Building the piggy bank

Developing piggeries as a small-scale business is the path forward in a state where the animal is worth its weight in additional income

According to PG Wodehouse, the Empress of Blandings was a fine pig indeed, famous for her size. The size of the swine matters, especially when pigs are an important part of the agricultural sector, as is the case in Nagaland. That’s the big reason Tata Trusts are using piggeries as a way to improve household income levels in the state.

Nagaland consumes the highest quantity of pork in the country. There isn’t enough to go around and it had to import about 10,000 tonnes of pork — worth 920 million — from other states last year to meet demand. Local supply of the meat has dropped steadily over the years and this is mainly due to lack of knowhow on the part of the farmers.

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Pig rearing in Nagaland is mostly a backyard activity, with the animals feeding on household waste and whatever else they can scrounge. Lack of awareness on the right kinds of feed, breeding strategies, and animal health has led, as well, to a decline in the quality of pork available in the state.

The North East Initiative Development Agency (NEIDA), a Tata Trusts associate, has been working to improve local pig production as an alternative livelihood option for small farmers. NEIDA has focused on increasing the supply of pigs, improving breeds and training farmers on care and management so that they can earn more from pig rearing.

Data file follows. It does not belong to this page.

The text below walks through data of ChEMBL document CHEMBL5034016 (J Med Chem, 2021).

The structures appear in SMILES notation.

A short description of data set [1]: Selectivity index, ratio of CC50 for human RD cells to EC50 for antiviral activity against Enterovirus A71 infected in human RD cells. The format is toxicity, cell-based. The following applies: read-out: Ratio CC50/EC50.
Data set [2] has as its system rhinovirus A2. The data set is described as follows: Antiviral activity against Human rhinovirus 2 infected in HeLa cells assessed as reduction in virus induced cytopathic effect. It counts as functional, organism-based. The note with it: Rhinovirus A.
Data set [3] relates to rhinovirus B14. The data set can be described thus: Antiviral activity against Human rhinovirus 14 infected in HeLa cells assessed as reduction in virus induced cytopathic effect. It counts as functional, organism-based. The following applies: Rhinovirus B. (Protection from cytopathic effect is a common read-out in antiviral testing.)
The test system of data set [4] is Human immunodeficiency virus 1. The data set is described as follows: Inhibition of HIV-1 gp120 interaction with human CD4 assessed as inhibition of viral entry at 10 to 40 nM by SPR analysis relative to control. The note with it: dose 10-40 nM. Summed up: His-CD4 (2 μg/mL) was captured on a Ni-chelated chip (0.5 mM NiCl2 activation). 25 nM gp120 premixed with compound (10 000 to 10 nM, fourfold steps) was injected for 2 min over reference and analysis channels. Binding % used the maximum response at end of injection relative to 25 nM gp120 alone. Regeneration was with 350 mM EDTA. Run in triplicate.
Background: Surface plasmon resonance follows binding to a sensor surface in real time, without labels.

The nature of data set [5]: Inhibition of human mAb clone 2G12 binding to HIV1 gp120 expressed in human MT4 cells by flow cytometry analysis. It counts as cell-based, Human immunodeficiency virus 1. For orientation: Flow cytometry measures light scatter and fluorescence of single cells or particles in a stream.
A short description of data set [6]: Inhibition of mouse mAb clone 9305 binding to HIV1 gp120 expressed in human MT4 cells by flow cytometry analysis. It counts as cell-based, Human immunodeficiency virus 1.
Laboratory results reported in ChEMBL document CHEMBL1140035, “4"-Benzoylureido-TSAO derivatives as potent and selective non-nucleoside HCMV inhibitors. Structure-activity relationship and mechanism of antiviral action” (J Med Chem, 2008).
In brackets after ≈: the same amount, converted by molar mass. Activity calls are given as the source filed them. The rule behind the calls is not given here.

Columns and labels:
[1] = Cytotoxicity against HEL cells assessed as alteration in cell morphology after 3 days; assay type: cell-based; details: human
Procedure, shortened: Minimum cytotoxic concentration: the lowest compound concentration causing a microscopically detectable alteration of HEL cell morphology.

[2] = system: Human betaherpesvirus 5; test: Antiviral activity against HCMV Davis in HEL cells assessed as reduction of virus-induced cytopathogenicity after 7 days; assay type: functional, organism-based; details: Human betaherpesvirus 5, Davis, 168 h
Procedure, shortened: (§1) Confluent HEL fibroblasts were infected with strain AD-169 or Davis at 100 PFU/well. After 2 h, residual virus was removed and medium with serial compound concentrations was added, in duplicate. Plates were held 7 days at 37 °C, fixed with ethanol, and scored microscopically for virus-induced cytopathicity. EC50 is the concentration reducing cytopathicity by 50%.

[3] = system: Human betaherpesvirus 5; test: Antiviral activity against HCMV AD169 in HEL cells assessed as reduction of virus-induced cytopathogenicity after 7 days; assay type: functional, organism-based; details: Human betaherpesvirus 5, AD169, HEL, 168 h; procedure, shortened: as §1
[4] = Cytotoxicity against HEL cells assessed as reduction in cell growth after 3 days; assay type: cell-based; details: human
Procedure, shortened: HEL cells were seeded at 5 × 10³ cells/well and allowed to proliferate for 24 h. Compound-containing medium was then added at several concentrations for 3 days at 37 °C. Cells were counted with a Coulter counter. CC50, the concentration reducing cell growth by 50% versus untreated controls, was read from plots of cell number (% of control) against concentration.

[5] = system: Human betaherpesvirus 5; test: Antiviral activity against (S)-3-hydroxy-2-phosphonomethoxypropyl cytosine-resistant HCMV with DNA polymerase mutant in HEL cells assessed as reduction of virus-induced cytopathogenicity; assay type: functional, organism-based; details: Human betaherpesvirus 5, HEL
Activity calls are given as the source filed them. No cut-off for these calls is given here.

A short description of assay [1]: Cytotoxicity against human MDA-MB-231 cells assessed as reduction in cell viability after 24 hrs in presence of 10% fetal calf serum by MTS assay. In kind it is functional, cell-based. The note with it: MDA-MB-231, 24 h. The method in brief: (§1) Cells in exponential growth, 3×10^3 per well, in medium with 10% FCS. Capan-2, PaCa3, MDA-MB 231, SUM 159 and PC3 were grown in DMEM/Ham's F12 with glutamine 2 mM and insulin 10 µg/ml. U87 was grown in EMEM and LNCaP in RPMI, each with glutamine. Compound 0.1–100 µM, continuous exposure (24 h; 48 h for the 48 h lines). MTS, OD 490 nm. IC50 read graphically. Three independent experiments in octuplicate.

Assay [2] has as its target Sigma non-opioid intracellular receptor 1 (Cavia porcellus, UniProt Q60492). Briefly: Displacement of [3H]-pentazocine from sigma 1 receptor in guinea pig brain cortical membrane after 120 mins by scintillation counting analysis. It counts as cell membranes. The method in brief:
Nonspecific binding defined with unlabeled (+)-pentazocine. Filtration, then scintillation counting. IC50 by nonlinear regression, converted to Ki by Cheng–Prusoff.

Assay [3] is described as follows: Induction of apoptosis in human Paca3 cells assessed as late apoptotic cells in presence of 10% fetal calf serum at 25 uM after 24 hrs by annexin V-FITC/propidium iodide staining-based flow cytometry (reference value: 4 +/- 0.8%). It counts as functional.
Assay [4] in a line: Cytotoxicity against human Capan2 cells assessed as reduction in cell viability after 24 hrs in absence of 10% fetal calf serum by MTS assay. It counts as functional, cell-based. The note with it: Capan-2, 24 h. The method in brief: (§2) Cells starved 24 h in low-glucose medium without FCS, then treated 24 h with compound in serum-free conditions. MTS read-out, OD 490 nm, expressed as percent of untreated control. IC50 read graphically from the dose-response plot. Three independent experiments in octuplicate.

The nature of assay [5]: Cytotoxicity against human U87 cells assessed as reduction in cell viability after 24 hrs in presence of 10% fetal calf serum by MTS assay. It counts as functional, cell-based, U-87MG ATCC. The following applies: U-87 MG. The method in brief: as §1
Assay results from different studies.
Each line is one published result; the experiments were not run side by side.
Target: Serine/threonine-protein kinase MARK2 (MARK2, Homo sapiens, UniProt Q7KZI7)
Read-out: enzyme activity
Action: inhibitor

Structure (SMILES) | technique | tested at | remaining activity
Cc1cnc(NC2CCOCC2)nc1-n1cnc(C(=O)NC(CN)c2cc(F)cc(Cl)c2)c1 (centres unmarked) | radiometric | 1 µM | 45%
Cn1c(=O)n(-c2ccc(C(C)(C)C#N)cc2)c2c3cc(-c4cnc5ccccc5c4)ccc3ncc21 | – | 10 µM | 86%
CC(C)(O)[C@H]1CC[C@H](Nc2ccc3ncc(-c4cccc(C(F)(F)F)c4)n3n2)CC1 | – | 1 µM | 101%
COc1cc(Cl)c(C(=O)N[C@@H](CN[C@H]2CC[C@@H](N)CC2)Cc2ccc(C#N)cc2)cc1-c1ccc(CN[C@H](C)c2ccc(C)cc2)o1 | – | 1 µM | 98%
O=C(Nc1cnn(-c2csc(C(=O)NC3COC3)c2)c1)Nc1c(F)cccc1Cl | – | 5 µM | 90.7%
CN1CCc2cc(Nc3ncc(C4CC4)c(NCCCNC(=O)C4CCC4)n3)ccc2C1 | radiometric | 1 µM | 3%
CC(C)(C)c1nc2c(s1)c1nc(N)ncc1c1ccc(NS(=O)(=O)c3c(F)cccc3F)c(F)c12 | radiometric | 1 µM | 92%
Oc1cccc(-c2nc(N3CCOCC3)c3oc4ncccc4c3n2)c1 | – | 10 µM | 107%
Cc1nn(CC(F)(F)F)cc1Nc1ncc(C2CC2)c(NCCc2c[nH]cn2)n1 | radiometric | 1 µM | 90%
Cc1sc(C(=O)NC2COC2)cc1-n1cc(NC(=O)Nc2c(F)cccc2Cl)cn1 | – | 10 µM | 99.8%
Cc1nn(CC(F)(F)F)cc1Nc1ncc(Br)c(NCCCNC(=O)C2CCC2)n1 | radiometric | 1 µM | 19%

Over the last three years, NEIDA has put 4,600 households on the entrepreneurial track by helping them set up properly managed piggery units. More than 100 health camps have been held during the period and about 80 ‘livestock service providers’ have been trained in basic animal care.

Improving standards

Since good quality feed was not available in the market, NEIDA has opted to produce and supply the feed. The agency got infrastructural support from the state Department of Veterinary and Animal Husbandry, and production started in 2016.

NEIDA has also worked with the state government to develop a pig breeding policy so that the quality of breeds can be improved over time, and the state can become less dependent on imported meat.

The piggery initiative has shown encouraging results. Farmers are reporting an average increase in litter size from 4 to 6.5 piglets per farrowing. And they were able to earn 19,000 to 22,000 every year from sale of pigs.

NEIDA has also backed the setting up of a pig producer enterprise, the Nagamaiki Smallholder Pig Producer Company, which has 900 shareholders. If pig production can become a significant domestic activity, Nagaland will benefit in several ways — import savings, local jobs, better quality meat and the further development of well-paying economic activity.

Improved breed stock and modern rearing practices have helped improve pig production in Nagaland